Dear IASPM-US Readers,
June 1 marks the first official day of Mike D’Errico’s term as IASPM-US web editor-in-chief, which means May 31 is my last day. Mike has already been working on the website on several fronts during the last few weeks, and I’m excited about where he and the incoming assistant editor will take the organization’s online presence in the next year.
I’m continuing in a different role on the executive committee and will no doubt continue to plague many of your inboxes in the coming months and years as I take on new projects, but with this website changeover, it’s hard not to take a moment to reflect on what we’ve done since 2011. With tremendous support from the executive committee, we’ve both redesigned and reconceived the website. Instead of just a repository of information about IASPM-US, the site has become a place where popular music studies happens. The executive committee, led by president Barry Shank, was instrumental in outlining our first call for content and defining the kind of work we’d be looking for, and Caroline Polk O’Meara and Karl Hagstrom-Miller (whose nephew Bjorn designed our logo) were invaluable in also helping to change the website’s look.
Since the fall of 2011, we’ve regularly featured the work of popular music scholars (both junior and senior) on the front page of the site, whether in the form of Commercial Music Graphics, reflections on early pop experiences, interviews with authors of recent books, investigations of the shared and contested spaces linking popular music studies and sound studies (big thanks to Liana Silva, Jennifer Stoever-Ackerman, and Aaron Trammell for the Sounding Out! collaboration), conference previews and reviews, or considerations of what nonsense lyrics do, among many other topics. With the help of Anthony Kwame Harrison, Karen Tongson, Gustavus Stadler, and Eric Weisbard, the site also became an extension of and complement to two of the organization’s biggest projects: the annual conference and the Journal of Popular Music Studies.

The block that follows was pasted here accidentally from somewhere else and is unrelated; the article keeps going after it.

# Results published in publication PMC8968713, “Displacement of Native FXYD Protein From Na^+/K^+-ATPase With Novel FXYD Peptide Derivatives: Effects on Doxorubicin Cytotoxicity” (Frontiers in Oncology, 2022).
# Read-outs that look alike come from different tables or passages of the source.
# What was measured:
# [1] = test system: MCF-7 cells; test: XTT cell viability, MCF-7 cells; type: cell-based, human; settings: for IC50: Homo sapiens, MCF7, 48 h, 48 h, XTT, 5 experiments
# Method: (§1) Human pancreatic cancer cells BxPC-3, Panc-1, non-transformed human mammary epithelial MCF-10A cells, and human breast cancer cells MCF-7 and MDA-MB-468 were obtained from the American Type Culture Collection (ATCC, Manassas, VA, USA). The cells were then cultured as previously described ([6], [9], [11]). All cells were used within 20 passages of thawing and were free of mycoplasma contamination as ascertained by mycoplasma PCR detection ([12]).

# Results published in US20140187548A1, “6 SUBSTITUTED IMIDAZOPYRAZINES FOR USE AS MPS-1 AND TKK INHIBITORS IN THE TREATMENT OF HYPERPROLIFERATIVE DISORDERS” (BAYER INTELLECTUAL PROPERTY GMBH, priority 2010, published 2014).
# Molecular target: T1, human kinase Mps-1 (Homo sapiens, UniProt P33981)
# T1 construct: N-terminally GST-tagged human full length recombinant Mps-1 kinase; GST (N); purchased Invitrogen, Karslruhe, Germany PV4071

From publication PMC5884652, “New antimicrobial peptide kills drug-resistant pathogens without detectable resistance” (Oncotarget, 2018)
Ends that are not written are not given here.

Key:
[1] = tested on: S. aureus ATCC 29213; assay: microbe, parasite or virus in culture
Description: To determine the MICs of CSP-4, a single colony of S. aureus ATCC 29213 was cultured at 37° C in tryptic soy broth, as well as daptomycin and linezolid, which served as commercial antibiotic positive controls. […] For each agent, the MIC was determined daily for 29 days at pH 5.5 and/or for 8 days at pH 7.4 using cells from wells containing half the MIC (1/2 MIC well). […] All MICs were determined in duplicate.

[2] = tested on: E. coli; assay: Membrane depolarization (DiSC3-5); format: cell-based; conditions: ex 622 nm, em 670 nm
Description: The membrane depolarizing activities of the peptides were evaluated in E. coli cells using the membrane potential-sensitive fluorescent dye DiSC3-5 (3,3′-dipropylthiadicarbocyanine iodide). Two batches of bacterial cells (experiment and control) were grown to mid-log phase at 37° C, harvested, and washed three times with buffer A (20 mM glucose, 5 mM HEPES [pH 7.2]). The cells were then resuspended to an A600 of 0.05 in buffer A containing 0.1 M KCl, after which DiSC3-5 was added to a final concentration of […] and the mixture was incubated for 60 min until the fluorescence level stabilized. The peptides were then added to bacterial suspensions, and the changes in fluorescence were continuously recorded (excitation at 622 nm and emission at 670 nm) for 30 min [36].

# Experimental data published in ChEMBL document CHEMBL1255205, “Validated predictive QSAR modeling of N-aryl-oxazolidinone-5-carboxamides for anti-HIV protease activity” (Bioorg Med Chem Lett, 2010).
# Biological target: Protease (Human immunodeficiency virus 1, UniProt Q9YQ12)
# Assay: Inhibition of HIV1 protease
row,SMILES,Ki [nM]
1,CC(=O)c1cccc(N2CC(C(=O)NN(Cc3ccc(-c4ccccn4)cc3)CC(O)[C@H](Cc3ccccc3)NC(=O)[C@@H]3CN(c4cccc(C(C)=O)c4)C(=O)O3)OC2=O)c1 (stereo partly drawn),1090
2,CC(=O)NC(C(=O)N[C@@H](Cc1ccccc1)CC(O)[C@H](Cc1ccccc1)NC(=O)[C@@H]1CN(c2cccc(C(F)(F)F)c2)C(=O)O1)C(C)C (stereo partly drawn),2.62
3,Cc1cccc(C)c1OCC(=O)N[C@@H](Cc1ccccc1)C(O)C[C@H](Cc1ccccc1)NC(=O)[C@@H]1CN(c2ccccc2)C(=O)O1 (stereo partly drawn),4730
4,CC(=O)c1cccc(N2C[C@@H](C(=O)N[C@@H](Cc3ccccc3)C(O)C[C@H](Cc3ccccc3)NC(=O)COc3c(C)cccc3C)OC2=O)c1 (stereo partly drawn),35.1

As the above paragraph attests, the vibrancy of the website has been the result of a communal effort, and much of the work has been done without a name attached to it. Alongside those listed already, I’d like to point out the work of a few more. In addition to Barry, Eric, Caroline, and Karl, the executive committee has included Beverly Keel, Rebekah Farrugia, Lindsay Bernhagen, David Garcia, Devon Powers, Mike D’Errico, and Reebee Garofalo, all of whom have helped shape the site. Jason Lee Oakes got the original website off the ground in 2010 and 2011 and showed me how to do everything when I started. Eric Weisbard and Anthony Kwame Harrison headed up the last two conferences, and the EMP crew and Shay McLaughlin provided a great deal of work to make the site look good (the EMP site was so nice we just linked to it in 2012, then worked to replicate it’s functionality in 2013). Elizabeth Lindau expertly guest edited a whole series recently. Many presses have been indispensable in their willingness to send review copies to our interviewers. Laura Sell at Duke and Samara Stob at Oxford have overseen the most book shipments for the interviews series. Thanks also goes to Mary Francis and Aimee Goggins at California, Shaun Manning at Michigan, Karen Fisk at UMass, Jackie Bressanelli at Ashgate, Stephanie Elliott at Wesleyan, Alice Gillam at Intellect, Jessica Plummer at Routledge, Nick Lilly at Chicago, and Gary Kramer at Temple. The Interview Series has proven valuable for authors, interviewers and readers alike, and it wouldn’t happen without the enthusiastic helpfulness of these presses. We’re of course grateful to the many contributors who have written for the site and whose thoughtful and careful work keeps bringing readers back. And, finally, thanks to those of you who read the site and share with others – I hope we’ve invigorated your own thoughts and writings on popular music with what we’ve published here.
It’s been a great pleasure to work as web editor for IASPM-US during the last two years. I’m proud of what we’ve done with the site and profoundly grateful to all who have helped make it a destination for high-quality, thought-provoking work in popular music studies. I especially appreciate the many expressions of encouragement and feedback I’ve heard from many of you, as it’s helped to further refine what the site can do. Above all, it’s been particularly satisfying to have become friends with many in the organization through this position, and I look forward to working alongside you in the field of popular music studies for years to come.
Justin D Burton